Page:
Participatory budgeting was created in Porto Alegre, a city of 1.3 million people in Brazil, in 1989.
It is widely considered to be the biggest and most successful use of participatory budgeting anywhere in the world with 17,200 citizens involved at its peak in 2002, and distributing around $160 million of public money. It has had powerful redistributive impacts as well becoming embedded in the institutional structure of municipal government.
The process was initially designed to challenge the corruption and clientelism endemic in Brazilian political culture at the time. It was particularly effective at mobilising the poor and those who are often politically marginalised.
Budgeting happens annually, beginning with the presentation of accounts from the previous year by the city government. The government also presents its investment plan for the current year, which had been decided at the meetings from the year before. The debates then begin for the subsequent year, taking a period of nine months.
Participatory budgeting in Porto Alegre involves three streams of meetings: neighbourhood assemblies, thematic assemblies, and meetings of delegates for citywide coordinating sessions (the Council of the Participatory Budget).
The neighbourhood assemblies discuss the funding allocations for the 16 districts of the city for the city government's responsibilities including schools, water supply, and sewage. The meetings are divided into 16 ‘Great Assemblies', held in public spaces such as churches and union centres across the city, open to all. These debates decide the criteria for which the budget is allocated in the districts – for example whether it is population, an index of poverty, or a measure of shortages.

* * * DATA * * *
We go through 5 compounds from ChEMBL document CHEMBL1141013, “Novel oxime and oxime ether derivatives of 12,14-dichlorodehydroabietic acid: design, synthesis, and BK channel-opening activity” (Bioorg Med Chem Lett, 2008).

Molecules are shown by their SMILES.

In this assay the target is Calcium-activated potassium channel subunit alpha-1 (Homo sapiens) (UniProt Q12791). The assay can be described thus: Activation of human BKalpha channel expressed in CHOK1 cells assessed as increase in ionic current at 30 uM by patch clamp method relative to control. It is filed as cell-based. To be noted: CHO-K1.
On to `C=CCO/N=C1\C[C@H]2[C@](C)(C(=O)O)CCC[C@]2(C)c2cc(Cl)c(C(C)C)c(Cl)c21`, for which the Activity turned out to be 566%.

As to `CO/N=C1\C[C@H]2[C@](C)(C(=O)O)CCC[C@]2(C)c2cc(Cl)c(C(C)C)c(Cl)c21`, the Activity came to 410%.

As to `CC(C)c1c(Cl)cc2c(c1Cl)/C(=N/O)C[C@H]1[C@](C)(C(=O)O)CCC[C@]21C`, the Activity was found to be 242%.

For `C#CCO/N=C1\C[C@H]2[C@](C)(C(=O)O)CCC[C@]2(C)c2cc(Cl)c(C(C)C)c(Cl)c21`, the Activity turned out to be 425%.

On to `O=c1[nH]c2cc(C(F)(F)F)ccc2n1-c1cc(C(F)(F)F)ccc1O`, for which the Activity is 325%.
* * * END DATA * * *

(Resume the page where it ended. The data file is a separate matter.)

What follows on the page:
City-wide popular assemblies are held in the thematic stream. These were established to deal with issues that are not neighbourhood specific, such as environment, education, health and social services and transportation.
Each of the 16 districts gives two sets of rankings at the end of the deliberations: one for things that affect the district specifically, such as the building of schools or sewers; and another for things that affect the entire city, such as transport or beach cleaning. They also elect delegates who proceed to the Council of the Participatory Budget (COP) with the districts' suggestions. The role of the COP is to refine and apply the budget rules developed by the neighbourhood and thematic assemblies and put forward by the government administration beforehand.
At this point, elected councillors can accept or reject the budget, but in reality have a fairly limited role. Delegates to the COP convene for two hours once a week, and can only serve for one year at a time to give as many people as possible the opportunity to participate.
The process is broadly considered an enormous success. Women, ethnic minorities, low income and low education participants were overrepresented when compared with the city's population and consequently funding shifted to the poorest parts of the city where it was most needed. It brought those usually excluded from the political process into the heart of decision making, significantly increasing the power and influence of civil society and improving local people's lives through the more effective allocation of resources.
- Increasing the percentage of the overall budget available for participatory budgeting leads to powerful redistributive impacts.
- Creating tiered meetings gives participatory budgeting the flexibility to work at local and regional levels – in this case, for districts and the city region.
- Beginning with a government presentation of last year's accounts increases the importance and legitimacy of the process – raising it to the level of government decisions on spending. Mayors and lead councillors could play a key role in this in participatory budgeting for devolution;
- The creation of a participatory budgeting council increases deliberation and organisational effectiveness.